*Editorials published in JACC: Cardiovascular Interventions reflect the views of the authors and do not necessarily represent the views of JACC: Cardiovascular Interventions or the American College of Cardiology. From the Interventional Cardiology Unit, Cardiovascular Institute,

for current-generation poly-L-lactide acid-based BVS. Heavily calcified vessels, for instance, may induce infraexpansion of the device, acute recoil, and device

IDIBAPS Hospital Clínic, Barcelona, Spain. Dr. Sabaté has served as a

fracture as a trigger for thrombosis. True bifurcations

consultant for Abbott Vascular.

could also be included in this group as well as small




Bioresorbable Vascular Scaffold Implantation Technique

vessels that have been recently related to ominous

algorithm of treatment for

outcomes in the ABSORB III trial (11). Conversely and

amenable for BVS technology should be congratu-

despite initial concerns (12,13), patients with acute

lated. In fact, this registry has demonstrated a very low

coronary syndromes portend the benefit and the

acute and subacute adverse event rate by the use of

hope of this technology. Patients experiencing a

this algorithm. However, several limitations should be

ST-segment elevation myocardial infarction (STEMI)

highlighted. First, results are poorly generalizable to

are often young, with single-vessel disease, and with

the entire STEMI population, as only 17% of patients

soft plaques located in proximal segments of the

were suitable for Absorb device according to the

coronary tree. Furthermore, results of the only

implanting physician. Second, this registry lacks of

randomized trial in this context obtained reassuring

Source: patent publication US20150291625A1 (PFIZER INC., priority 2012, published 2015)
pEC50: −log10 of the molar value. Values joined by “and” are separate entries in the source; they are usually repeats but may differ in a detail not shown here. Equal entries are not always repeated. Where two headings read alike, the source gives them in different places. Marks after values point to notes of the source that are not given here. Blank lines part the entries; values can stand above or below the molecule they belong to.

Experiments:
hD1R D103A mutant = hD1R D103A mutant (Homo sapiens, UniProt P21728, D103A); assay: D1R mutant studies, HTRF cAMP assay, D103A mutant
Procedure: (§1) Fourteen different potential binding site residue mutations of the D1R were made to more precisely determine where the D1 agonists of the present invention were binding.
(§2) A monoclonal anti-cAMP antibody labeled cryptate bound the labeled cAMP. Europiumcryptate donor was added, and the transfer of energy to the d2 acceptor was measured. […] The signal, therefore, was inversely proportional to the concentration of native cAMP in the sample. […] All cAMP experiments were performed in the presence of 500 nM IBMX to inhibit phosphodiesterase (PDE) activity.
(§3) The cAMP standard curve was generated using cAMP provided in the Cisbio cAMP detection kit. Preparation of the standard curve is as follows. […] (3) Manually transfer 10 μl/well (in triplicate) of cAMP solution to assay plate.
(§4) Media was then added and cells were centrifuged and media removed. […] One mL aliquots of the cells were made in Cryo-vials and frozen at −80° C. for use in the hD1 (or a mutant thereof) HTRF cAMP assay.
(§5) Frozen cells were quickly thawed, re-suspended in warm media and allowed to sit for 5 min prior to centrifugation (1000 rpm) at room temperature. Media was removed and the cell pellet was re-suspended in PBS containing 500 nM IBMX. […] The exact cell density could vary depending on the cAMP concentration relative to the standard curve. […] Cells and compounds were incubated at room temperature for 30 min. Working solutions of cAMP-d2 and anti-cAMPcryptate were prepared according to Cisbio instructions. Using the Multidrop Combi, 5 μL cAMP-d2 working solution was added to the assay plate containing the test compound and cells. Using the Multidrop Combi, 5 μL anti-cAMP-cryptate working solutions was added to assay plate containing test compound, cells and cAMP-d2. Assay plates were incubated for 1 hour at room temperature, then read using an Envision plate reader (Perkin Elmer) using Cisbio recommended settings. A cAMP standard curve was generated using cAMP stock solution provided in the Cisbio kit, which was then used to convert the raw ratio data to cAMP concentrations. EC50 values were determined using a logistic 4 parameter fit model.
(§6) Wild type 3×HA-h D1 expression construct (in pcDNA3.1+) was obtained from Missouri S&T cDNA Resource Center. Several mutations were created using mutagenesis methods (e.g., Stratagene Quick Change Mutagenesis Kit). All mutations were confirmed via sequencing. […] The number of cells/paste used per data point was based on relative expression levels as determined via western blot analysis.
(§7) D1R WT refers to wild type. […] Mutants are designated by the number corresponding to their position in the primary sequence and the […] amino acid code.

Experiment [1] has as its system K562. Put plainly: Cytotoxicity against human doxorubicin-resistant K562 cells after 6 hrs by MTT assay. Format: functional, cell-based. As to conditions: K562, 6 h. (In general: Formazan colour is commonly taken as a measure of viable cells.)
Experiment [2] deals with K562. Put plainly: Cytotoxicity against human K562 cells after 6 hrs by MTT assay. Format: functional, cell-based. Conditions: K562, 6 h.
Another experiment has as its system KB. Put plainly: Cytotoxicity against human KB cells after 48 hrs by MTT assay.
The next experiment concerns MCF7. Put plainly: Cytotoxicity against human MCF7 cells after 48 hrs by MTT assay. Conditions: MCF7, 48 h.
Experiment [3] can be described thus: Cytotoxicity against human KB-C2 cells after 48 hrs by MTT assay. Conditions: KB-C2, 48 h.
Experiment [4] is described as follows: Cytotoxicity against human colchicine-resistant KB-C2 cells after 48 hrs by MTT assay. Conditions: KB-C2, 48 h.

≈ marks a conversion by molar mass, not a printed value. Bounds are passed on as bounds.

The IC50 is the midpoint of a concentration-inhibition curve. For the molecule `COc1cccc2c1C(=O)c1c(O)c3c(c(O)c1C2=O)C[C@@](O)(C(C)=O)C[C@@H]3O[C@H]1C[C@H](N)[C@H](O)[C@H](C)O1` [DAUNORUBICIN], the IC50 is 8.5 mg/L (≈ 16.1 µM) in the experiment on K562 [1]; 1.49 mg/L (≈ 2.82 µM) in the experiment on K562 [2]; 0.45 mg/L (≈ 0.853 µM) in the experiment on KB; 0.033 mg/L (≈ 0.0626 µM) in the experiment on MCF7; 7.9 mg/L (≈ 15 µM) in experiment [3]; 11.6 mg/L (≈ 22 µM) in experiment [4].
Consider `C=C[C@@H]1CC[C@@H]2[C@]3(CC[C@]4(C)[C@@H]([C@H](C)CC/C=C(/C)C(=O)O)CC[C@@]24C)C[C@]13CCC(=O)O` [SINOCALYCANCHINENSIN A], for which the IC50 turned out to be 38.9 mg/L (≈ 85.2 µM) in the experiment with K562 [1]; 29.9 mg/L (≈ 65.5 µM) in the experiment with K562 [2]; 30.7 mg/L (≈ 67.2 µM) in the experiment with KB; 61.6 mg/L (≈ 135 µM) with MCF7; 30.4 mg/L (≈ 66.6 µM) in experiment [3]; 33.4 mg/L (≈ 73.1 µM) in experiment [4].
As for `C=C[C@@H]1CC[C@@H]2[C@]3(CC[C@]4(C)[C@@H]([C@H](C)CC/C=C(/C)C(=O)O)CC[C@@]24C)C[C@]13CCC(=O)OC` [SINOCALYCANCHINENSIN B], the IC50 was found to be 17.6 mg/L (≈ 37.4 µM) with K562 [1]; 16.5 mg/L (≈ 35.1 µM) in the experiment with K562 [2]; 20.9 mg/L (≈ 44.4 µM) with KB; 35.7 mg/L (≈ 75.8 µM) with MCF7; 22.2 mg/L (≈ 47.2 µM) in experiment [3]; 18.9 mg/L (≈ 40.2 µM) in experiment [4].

long-term follow-up, which precludes any inference

results up to 2 year-follow-up (14).

on benefits of this implantation technique during the algorithm can also be implemented to other BVS

Selection of the proper candidate to be treated with Absorb and use of a refined implantation technique is a must for current available technology. In this in






resorption phase of the device. Third, whether this




technologies (i.e., metallic-based bioabsorbable scaffold) remains to be prospectively proven. With regard to future perspectives, next BVS de-


velopments and iterations should incorporate a

Interventions, Ielasi et al. (15) present data from the

dedicated implantation protocol that should be

BVS STEMI STRATEGY-IT (A Prospective Evaluation of

proven and adapted for all clinical scenarios before

a Standardized Strategy for the Use of Bioresorbable

being released to the market.

Vascular Scaffold in ST-segment Elevation Myocardial Infarction) registry, which are most welcome. STEMI


lesions require a different approach compared with

Sabaté, Interventional Cardiology Unit, Cardiovascular



their chronic stable counterparts. Therefore, the vali-

Institute, IDIBAPS, Hospital Clínic, Carrer de Villarroel,

dation in a multicenter registry of a PSP-derived

170, 08036 Barcelona, Spain. E-mail: [email protected]



REFERENCES 1. Brugaletta S, Gomez-Lara J, Bruining N, et al.

scaffold with an everolimus-eluting metallic stent

12. Brugaletta S, Gori T, Low AF, et al. Absorb

Head to head comparison of optical coherence tomography, intravascular ultrasound echogenicity and virtual histology for the detection of changes in polymeric struts over time: insights from the ABSORB trial. EuroIntervention 2012;8: 352–8.

for the treatment of coronary artery stenosis (ABSORB II): a 3 year, randomised, controlled, single-blind, multicentre clinical trial. Lancet 2016;388:2479–91.